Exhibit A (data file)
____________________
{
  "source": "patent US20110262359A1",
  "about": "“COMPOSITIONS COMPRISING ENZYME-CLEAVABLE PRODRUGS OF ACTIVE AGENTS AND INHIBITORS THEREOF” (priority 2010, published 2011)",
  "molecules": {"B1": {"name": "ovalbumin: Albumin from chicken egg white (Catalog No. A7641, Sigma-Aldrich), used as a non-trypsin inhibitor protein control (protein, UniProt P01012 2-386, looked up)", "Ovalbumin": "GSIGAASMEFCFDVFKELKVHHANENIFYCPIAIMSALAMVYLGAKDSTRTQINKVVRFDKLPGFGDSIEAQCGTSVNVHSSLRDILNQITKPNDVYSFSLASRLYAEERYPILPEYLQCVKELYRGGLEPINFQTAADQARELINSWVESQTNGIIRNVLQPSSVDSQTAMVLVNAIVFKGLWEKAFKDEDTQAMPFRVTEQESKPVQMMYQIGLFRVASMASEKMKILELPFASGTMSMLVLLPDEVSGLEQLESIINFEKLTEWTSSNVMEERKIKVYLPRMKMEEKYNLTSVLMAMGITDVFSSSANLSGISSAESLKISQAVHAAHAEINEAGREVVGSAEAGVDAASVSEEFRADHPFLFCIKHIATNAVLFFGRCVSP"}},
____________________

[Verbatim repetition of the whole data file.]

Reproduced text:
{
  "source": "patent US20110262359A1",
  "about": "“COMPOSITIONS COMPRISING ENZYME-CLEAVABLE PRODRUGS OF ACTIVE AGENTS AND INHIBITORS THEREOF” (priority 2010, published 2011)",
  "molecules": {"B1": {"name": "ovalbumin: Albumin from chicken egg white (Catalog No. A7641, Sigma-Aldrich), used as a non-trypsin inhibitor protein control (protein, UniProt P01012 2-386, looked up)", "Ovalbumin": "GSIGAASMEFCFDVFKELKVHHANENIFYCPIAIMSALAMVYLGAKDSTRTQINKVVRFDKLPGFGDSIEAQCGTSVNVHSSLRDILNQITKPNDVYSFSLASRLYAEERYPILPEYLQCVKELYRGGLEPINFQTAADQARELINSWVESQTNGIIRNVLQPSSVDSQTAMVLVNAIVFKGLWEKAFKDEDTQAMPFRVTEQESKPVQMMYQIGLFRVASMASEKMKILELPFASGTMSMLVLLPDEVSGLEQLESIINFEKLTEWTSSNVMEERKIKVYLPRMKMEEKYNLTSVLMAMGITDVFSSSANLSGISSAESLKISQAVHAAHAEINEAGREVVGSAEAGVDAASVSEEFRADHPFLFCIKHIATNAVLFFGRCVSP"}},